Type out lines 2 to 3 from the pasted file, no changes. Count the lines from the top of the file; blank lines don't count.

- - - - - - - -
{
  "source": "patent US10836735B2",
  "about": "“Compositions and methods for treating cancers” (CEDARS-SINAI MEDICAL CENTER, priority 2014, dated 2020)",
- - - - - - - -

  "source": "patent US10836735B2",
  "about": "“Compositions and methods for treating cancers” (CEDARS-SINAI MEDICAL CENTER, priority 2014, dated 2020)",